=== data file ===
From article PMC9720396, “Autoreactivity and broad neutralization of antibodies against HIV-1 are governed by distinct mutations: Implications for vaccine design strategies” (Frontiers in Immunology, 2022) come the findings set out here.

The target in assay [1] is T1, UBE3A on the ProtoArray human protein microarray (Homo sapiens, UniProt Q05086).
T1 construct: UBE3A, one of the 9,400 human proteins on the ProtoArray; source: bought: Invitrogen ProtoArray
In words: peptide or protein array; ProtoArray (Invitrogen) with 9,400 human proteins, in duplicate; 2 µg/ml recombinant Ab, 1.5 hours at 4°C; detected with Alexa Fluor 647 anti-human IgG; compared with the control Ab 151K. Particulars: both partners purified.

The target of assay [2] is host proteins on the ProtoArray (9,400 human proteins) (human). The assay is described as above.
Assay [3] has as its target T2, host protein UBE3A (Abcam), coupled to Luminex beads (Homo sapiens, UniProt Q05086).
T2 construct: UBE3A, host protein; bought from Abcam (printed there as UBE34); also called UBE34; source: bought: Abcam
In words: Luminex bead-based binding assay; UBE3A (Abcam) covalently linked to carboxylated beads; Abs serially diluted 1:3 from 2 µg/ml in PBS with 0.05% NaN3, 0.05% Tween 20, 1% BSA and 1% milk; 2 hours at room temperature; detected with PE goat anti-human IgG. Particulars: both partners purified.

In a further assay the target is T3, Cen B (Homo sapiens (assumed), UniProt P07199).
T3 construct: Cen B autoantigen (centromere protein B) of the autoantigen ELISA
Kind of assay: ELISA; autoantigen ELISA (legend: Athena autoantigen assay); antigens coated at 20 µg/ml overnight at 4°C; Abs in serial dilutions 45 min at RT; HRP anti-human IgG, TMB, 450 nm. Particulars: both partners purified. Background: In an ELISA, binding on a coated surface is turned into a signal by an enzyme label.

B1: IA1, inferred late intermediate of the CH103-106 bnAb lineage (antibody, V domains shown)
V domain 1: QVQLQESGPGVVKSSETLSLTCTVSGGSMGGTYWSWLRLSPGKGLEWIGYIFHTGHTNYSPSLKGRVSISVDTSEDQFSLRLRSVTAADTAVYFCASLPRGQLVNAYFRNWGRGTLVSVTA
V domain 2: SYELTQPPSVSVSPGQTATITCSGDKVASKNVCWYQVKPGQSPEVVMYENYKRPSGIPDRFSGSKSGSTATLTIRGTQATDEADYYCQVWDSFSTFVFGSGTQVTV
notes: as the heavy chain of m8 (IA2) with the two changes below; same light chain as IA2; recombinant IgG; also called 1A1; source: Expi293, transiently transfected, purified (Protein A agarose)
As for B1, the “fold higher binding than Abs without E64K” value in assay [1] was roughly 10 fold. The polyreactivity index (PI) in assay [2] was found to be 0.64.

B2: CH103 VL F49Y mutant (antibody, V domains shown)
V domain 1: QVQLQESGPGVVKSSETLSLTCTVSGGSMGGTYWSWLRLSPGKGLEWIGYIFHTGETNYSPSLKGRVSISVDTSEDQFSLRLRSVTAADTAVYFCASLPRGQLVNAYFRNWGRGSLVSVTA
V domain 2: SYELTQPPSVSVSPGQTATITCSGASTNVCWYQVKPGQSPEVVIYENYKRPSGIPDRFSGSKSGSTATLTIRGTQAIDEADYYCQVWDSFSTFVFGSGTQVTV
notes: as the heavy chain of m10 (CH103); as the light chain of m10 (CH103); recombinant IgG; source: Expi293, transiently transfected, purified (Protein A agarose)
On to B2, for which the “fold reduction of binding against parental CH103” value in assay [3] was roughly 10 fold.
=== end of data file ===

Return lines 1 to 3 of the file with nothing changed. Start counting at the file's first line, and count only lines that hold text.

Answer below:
From article PMC9720396, “Autoreactivity and broad neutralization of antibodies against HIV-1 are governed by distinct mutations: Implications for vaccine design strategies” (Frontiers in Immunology, 2022) come the findings set out here.

The target in assay [1] is T1, UBE3A on the ProtoArray human protein microarray (Homo sapiens, UniProt Q05086).
T1 construct: UBE3A, one of the 9,400 human proteins on the ProtoArray; source: bought: Invitrogen ProtoArray